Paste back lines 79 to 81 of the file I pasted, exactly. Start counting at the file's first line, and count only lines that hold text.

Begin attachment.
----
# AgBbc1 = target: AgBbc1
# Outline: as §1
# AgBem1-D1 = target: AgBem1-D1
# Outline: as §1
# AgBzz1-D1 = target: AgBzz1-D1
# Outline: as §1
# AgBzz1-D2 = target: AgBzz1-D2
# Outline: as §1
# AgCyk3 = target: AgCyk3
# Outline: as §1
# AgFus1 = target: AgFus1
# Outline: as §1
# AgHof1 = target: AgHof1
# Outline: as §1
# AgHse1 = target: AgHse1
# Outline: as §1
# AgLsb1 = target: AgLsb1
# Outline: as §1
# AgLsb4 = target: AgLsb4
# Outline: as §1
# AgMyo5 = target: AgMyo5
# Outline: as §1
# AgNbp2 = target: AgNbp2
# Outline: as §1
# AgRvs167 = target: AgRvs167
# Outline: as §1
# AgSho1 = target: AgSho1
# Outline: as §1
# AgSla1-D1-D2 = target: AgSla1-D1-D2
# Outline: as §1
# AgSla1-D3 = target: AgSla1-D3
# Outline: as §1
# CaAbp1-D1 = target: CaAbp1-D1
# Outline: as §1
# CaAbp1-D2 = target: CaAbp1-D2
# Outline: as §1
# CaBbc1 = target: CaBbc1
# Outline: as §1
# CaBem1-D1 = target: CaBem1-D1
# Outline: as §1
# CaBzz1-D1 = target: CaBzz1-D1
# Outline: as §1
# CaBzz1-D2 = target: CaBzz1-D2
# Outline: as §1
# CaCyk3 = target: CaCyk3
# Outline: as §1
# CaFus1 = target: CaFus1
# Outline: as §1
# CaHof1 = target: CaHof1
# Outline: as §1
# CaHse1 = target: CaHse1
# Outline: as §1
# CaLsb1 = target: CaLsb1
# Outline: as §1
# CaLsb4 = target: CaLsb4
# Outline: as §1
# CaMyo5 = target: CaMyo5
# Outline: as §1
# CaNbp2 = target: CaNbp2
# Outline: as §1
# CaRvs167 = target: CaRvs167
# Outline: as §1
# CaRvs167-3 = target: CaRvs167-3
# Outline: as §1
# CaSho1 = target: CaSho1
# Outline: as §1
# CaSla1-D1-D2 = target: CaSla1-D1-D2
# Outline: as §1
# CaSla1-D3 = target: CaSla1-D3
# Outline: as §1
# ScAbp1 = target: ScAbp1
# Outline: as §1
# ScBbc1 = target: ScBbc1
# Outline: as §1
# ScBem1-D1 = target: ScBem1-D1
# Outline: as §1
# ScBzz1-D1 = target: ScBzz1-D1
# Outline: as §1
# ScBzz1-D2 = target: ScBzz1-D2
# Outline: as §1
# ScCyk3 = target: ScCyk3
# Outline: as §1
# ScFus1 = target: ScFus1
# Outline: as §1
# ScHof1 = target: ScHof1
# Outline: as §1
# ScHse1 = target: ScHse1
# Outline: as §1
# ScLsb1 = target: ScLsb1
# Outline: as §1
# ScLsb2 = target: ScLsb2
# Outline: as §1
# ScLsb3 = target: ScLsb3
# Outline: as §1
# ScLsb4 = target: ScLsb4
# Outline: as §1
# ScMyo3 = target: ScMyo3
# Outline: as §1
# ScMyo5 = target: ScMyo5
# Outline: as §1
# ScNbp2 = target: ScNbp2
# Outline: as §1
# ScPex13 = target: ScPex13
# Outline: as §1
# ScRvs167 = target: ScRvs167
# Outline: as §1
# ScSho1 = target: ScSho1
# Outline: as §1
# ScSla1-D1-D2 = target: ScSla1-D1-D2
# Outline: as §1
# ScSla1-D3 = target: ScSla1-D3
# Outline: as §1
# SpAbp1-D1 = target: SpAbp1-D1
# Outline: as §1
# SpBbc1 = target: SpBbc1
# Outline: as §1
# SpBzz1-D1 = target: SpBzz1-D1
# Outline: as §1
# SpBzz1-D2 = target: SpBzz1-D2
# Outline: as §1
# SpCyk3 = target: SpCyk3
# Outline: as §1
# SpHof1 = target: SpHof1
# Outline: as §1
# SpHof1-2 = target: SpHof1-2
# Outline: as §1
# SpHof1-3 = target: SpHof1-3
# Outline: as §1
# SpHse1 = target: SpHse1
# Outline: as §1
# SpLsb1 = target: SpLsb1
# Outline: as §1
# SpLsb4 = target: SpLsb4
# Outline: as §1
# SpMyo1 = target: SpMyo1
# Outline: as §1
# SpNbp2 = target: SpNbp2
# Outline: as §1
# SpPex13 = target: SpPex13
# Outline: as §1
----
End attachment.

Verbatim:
# ScBzz1-D2 = target: ScBzz1-D2
# Outline: as §1
# ScCyk3 = target: ScCyk3